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Climate change and food security in the developing world: potential of maize and wheat research to expand options for adaptation and mitigation

Creator: Hellin, J. J.
Creator: Shiferaw, B.
Creator: Cairns, J.E.
Creator: Reynolds, M.P.
Creator: Ortiz-Monasterio, I.
Creator: Banziger, M.
Creator: Sonder, K.
Creator: La Rovere, R.
Year: 2012
URI: https://hdl.handle.net/10883/21434
Language: English
Publisher: Academic Journals
Copyright: CIMMYT manages Intellectual Assets as International Public Goods. The user is free to download, print, store and share this work. In case you want to translate or create any other derivative work and share or distribute such translation/derivative work, please contact CIMMYT-Knowledge-Center@cgiar.org indicating the work you want to use and the kind of use you intend; CIMMYT will contact you with the suitable license for that purpose.
Type: Article
Place of Publication: Kenya
Pages: 311-321
Issue: 12
Volume: 4
DOI: 10.5897/JDAE11.112
Publisher URI: https://academicjournals.org/journal/JDAE/article-abstract/4B2A5BB1376
Description: Maize and wheat are two of the most important food crops worldwide. Together with rice, they provide 30% of the food calories to 4.5 billion people in almost 100 developing countries. Predictions suggest that climate change will reduce maize production globally by 3 to 10% by 2050 and wheat production in developing countries by 29 to 34%. This will coincide with a substantial increase in demand for maize and wheat due to rising populations. Maize and wheat research has a crucial role to play in enhancing adaptation to and mitigation of climate change while also enhancing food security. Crop varieties with increased tolerance to heat and drought stress and resistance to pests and diseases are critical for managing current climatic variability and for adaptation to progressive climate change. Furthermore, sustainable agronomic and resource management practices, such as conservation agriculture and improved nitrogen management can contribute to climate change mitigation. There is also a need for better policies and investments in infrastructure to facilitate technology adoption and adaptation. These include investments in irrigation, roads, storage facilities and improved access to markets. There is also a need for policy innovations for stabilizing prices, diversifying incomes, increasing farmer access to improved seeds and finance, and providing safety nets to enhance farmers? livelihood security. This review paper details the potential impacts of climate change on food security, and the key role of improved technologies and policy and institutional innovations for climate change adaptation and mitigation. The focus is on maize and wheat in sub-Saharan Africa and South Asia.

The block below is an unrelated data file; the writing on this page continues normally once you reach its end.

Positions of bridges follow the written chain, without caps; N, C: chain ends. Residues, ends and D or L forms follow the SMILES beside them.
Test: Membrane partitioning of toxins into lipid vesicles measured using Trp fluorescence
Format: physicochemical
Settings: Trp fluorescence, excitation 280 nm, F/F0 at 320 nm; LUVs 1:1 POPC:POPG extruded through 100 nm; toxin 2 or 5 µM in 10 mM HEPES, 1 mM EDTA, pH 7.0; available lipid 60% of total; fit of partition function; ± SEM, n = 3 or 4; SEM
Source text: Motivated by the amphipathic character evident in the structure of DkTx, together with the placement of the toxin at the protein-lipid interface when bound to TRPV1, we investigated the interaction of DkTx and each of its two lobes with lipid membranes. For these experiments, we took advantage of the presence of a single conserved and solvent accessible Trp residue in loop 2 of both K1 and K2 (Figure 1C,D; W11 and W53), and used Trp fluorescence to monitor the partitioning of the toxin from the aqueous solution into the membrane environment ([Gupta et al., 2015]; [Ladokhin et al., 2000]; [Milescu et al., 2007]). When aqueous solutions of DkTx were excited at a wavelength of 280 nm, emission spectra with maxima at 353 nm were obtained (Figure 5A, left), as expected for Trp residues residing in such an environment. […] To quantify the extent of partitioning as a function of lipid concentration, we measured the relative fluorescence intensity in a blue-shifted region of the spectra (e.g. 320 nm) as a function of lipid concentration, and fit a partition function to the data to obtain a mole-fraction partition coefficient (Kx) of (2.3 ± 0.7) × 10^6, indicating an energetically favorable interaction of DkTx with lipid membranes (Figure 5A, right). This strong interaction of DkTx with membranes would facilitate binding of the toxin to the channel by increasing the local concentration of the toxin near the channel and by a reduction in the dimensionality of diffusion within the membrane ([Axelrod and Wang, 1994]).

Agrovoc: MAIZE
Agrovoc: WHEAT
Agrovoc: CLIMATE CHANGE
Agrovoc: FOOD SECURITY
Agrovoc: GERMPLASM
Agrovoc: CONSERVATION AGRICULTURE
ISSN: 2006-9774
Journal: Journal of Development and Agricultural Economics


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  • Socioeconomics
    Including topics such as farming systems, markets, impact & targeting, innovations, and GIS

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